Being at IBM’s Lotusphere event this week has me thinking about a number of companies in the enterprise 2.0 space that have pioneered the use of social technologies. In particular are three companies that we cover often here: Socialtext, Jive Software and MindTouch.

Each of these companies competes in some respects with IBM. They also compete with Microsoft. And they are competitors in a market that has become increasingly competitive, especially as the opportunity has attracted the attention of other companies such as Oracle and Salesforce.com (which seems to lack no appetite for small companies that include Dimdim, Heroku and its latest acquisition Manymoon).

I am always curious about Sociatext. I’ve known this company for years. I did an online event in 2004 called RSS Winterfest. Socialtext Founder Ross Mayfield became a big part of it. For the event, an RSS feed was added to the Socialtext wiki application for updating subscribers with information about the discussion during the event’s webcast. The wiki featured a number of topics that we seeded prior to the event. Developers could list their RSS tools, add their biographies and add to the notes about the program.

The wiki became the central place for communication about the webcast and the community that participated. Today, the central place for communication is the activity stream. It’s a core aspect of modern applications such as Twitter and Facebook. Activity streams serve as a central hub for community interaction.

Today Socialtext sees the market in different terms, said CEO Eugene Lee in a recent interview. First off, the recession is not gone but customers are talking about the market. The percentage of questions are shifting. People are moving beyond the basic questions. They are now more educated. They ask questions to see if what they want to do makes sense.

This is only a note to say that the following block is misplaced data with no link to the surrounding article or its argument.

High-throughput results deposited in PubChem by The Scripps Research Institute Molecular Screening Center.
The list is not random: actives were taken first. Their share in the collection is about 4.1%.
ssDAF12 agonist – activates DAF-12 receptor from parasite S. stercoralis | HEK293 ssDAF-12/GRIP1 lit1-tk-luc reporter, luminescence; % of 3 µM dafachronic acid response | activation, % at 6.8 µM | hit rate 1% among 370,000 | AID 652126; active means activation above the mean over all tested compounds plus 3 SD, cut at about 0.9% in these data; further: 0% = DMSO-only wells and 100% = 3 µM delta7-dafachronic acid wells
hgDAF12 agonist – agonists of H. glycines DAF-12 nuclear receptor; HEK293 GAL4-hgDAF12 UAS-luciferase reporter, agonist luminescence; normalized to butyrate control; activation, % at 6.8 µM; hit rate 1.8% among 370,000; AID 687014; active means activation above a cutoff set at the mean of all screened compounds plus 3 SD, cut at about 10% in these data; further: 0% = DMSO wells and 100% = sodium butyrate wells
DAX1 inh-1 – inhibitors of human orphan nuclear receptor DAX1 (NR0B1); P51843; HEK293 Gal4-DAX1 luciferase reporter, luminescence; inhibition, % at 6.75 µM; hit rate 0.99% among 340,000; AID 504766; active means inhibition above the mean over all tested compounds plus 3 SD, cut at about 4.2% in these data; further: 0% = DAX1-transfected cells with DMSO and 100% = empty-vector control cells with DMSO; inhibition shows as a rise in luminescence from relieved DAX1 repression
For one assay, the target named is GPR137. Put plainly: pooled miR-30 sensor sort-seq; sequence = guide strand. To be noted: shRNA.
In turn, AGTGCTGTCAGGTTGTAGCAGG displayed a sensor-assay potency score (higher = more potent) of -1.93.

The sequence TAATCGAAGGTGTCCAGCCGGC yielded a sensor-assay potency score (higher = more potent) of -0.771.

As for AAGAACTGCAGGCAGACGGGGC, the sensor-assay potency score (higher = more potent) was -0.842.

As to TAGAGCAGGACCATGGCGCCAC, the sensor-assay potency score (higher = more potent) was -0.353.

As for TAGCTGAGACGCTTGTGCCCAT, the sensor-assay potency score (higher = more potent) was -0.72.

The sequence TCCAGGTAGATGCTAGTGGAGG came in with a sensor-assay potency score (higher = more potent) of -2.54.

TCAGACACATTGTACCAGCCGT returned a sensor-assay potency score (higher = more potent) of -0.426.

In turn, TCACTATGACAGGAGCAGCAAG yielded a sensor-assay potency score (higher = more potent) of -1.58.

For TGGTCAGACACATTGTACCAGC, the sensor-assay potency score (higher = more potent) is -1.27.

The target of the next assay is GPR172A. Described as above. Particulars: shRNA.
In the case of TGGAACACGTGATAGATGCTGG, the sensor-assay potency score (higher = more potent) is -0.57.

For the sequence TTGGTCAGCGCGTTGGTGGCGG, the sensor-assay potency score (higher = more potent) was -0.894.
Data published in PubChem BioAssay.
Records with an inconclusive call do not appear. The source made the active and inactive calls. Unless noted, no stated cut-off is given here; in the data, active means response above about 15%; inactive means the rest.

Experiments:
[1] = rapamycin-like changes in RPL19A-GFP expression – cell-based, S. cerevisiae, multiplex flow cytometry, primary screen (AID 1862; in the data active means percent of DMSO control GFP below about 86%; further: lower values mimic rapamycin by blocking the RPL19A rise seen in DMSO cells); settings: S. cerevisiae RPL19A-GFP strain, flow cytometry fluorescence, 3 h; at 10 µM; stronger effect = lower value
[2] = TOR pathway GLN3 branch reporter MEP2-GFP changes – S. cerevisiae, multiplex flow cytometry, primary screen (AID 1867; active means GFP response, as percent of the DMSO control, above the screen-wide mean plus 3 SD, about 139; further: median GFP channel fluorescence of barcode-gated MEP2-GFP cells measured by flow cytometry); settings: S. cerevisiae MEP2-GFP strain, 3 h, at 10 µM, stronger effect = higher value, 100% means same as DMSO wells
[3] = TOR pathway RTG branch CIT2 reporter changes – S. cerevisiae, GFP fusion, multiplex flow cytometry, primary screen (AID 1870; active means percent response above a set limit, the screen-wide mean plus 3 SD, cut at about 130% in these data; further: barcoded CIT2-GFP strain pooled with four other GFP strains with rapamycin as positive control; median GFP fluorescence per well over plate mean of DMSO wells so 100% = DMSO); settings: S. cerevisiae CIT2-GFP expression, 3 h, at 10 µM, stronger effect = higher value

That shift is evident in IBM’s posture at Lotusphere. An IBM manager said to me this evening that the presence on stage of Senior Vice President of Marketing Jon Iwota shows that Lotusphere is now more than an event about the Lotus software group. It’s about IBM. The executives in charge of this 100-year-old technology company have decided that its concept of the smarter planet fits well with the transparent ways of social business.

If you look at what IBM announced you will see that they are aggressively marketing to developers. It is embracing HTML 5 and open standards. It is adapting a social business framework and deeply integrating REST APIs. That’s forward thinking, but the market has been shifting this way for a while. Companies like Socialtext have been the ones developing practices that IBM is now adopting.

IBM announced shared calendars with its new Lotus Next suite. In demonstrations on stage, product managers showed co-editing capabilities with Lotus Symphony. Users get access to activity stream, mail and calendars. Mobile voice mail is configured to show up in activity stream. Messages can be played in browser and text appears, too.

These are features that will not be available for a number of months. And they are features that competing companies are integrating at a rapid pace.

Socialtext has issues of its own as do the other companies we mention. It has not scaled in size. Its sales team is still relatively small and it faces competition from younger companies than it.

But if Socialext and IBM are correct then this year may be the one that social technologies begin to see far greater adoption. And that should bode well for both companies.

We’ll discuss Jive and Mindtouch in later posts. Both are young companies, too, whose futures are as tied to social business as any on the planet.